“The question is not how can you be moral if you don’t believe in God, but how can you be moral if you believe in God.” (Phil Zuckerman, below).
The most common criticism religionists make of atheists is embodied in the first part of the quote above, a quote from Phil Zuckerman in a speech he gave at the recent Freedom From Religion Foundation meeting. The notion that atheism destroys morality has been dismantled several times, most recently in an exchange between Diane Morgan and Ricky Gervais in the terrific show “After Life.” I’ll let you listen for yourself: it’s in Season 3. And here Zuckerman does it not philosophically, but with data (or rather, assertions about data we don’t see).
As you may know, Zuckerman is a professor of secular studies at Pitzer College in California, and was the first person to become a full-time professor in that area. Here’s a list of his books, of which I’ve read just one: the 2008 one, which shows how well two atheist countries, Sweden and Denmark, function without religion. (You can now add Iceland to that list.) It was that book that convinced me that there is no innate need for societies to be religious to function well. As Zuckerman remarks in his talk, and argues at length in Society without God. Scandinavia has some of the most “moral” countries on earth, yet they’re a pack of atheists. Moreover, Scandinavians have nothing I can see to “replace” religion: no “secular churches” or any of that nonsense. Yet religionists ignore this.
Zuckerman’s talk apparently relies heavily on his 2019 book below, but he mentions that he has a new book coming out, which surely has the data he mentions below.
His books (he’s been a busy atheist!)
- Zuckerman, Phil (2019). What It Means to Be Moral: Why Religion Is Not Necessary for Living an Ethical Life. Berkeley: Counterpoint Press. ISBN 978-1640092747.
- Zuckerman, Phil (2016). The Nonreligious: Understanding Secular People and Societies. London: Oxford University Press. ISBN 9780199924943.
- Zuckerman, Phil (2014). Living the Secular Life: New Answers to Old Questions. London: Penguin Press. ISBN 9781594205088.
- Zuckerman, Phil (2011). Faith no more : why people reject religion. New York: Oxford University Press. ISBN 9780199740017.
- Zuckerman, Phil (2010). Atheism and secularity. Santa Barbara, California: Praeger. ISBN 9780313351815.
- Zuckerman, Phil (2008). Society without God : what the least religious nations can tell us about contentment. New York: New York University Press. ISBN 9780814797143.
At any rate, in this talk Zuckerman makes the case that atheists, agnostics, and secular humanists have a set of values that leads to a better “morality” than that espoused by believers. He adduces data from a variety of areas—vaccination, acceptance of science, wearing masks, recognizing the existence and importance of global warming, acceptance of LGBTQ rights, animal rights, reproductive rights, and reparations for slavery—showing that nonbelievers seem to group on the “more moral” side. And even religionists who accept these values tend to have, as reader Sastra noted yesterday, a more “secularized” view of religion. It’s the Euthyphro argument of Plato: we can only get goodness from God if we assume God is, a priori, moral, and that view must come from non-religious values. Saying that morality comes from God devolves to the odious “Divine Command” argument espouse by people like William Lane Craig.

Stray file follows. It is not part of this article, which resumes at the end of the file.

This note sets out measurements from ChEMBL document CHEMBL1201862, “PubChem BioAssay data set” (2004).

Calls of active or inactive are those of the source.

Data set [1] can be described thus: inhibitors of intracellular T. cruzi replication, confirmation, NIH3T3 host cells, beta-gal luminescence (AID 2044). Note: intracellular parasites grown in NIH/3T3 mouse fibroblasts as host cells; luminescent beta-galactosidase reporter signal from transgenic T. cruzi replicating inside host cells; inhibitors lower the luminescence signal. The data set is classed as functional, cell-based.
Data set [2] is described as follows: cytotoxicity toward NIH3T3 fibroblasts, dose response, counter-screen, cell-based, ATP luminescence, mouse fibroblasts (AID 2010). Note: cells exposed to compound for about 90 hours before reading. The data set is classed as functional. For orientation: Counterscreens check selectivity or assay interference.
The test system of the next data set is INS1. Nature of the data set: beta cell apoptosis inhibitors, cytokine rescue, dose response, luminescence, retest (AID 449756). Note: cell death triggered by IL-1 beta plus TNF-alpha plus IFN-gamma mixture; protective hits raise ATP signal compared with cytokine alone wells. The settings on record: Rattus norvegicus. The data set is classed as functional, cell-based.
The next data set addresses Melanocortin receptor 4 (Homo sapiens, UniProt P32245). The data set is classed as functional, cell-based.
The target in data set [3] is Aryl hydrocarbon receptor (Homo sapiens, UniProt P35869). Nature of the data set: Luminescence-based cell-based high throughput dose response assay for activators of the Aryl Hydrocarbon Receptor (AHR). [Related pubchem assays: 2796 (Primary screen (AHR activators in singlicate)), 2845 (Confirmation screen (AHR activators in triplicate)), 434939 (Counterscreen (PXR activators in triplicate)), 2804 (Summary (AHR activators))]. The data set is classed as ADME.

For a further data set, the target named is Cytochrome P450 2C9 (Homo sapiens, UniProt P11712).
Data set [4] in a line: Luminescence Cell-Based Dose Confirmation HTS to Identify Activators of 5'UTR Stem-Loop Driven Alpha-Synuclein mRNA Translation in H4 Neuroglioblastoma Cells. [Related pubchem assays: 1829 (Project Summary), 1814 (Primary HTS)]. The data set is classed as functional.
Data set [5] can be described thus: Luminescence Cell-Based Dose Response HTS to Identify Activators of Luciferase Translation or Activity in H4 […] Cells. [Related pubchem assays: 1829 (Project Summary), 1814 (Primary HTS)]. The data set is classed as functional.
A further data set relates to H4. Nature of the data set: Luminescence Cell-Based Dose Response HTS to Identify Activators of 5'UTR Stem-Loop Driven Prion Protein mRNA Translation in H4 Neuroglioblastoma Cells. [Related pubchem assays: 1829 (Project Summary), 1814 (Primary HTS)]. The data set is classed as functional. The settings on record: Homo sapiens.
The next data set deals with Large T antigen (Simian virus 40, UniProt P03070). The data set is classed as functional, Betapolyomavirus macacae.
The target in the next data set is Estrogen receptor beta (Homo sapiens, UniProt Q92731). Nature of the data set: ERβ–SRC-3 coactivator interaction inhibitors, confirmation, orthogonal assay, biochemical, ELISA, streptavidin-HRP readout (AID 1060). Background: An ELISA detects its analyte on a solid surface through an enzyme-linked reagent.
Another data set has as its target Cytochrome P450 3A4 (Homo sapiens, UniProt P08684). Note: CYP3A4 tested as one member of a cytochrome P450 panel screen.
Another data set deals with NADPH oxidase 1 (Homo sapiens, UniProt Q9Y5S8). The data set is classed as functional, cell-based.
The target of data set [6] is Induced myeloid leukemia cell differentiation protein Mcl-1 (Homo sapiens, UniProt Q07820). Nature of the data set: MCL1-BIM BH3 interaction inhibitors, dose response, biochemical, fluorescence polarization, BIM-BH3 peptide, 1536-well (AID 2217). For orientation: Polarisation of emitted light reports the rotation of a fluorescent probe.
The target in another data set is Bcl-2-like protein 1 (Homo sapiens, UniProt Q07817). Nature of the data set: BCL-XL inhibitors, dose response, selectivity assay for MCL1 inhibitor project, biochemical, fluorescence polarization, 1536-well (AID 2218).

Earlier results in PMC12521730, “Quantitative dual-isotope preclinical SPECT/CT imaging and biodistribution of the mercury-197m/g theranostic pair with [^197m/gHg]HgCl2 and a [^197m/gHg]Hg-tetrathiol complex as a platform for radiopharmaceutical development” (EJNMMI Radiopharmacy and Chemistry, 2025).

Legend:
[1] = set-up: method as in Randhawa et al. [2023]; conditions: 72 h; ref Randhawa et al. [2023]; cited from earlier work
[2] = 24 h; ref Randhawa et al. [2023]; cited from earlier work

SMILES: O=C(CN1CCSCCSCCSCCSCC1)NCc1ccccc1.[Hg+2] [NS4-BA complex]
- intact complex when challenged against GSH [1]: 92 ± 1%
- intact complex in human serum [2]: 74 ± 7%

Zuckerman then asks why nonbelievers are more moral than religionists, and his response is that we’re motivated by empathy and compassion when constructing our morality, rather than by trying to obey the “will of God.” Well, perhaps, but if you derive God’s nature from secular considerations, as noted above, then there’s not much difference. But where there is a difference is that religion considers as part of morality notions like how to have sex, what to eat, what to wear, and so on—issues that really aren’t what most people consider within the ambit of morality.
Zuckerman also notes that religious folks are more tribalistic than nonbelievers, and tribalism breeds xenophobia and hence immorality.
In the end, I’m a big fan of Zuckerman, and the data may well show that the moral values of nonbelievers are sounder than those of nonbelievers. But the real question, which is very hard to answer, is this: “On the whole, is the average per capita amount of net good done by atheists better than the amount done by believers.” I believe the answer is “yes,” but I’d be hard pressed to prove it. Hitchens answered it with anecdotal data, citing people like Mother Theresa who pretended to be moral but didn’t really help people. But we need more systematic data. Perhaps Zuckerman provides these data in his new book.
After all, as Karl Marx said, “The philosophers have hitherto only interpreted the world in various ways. The point, however, is to change it.”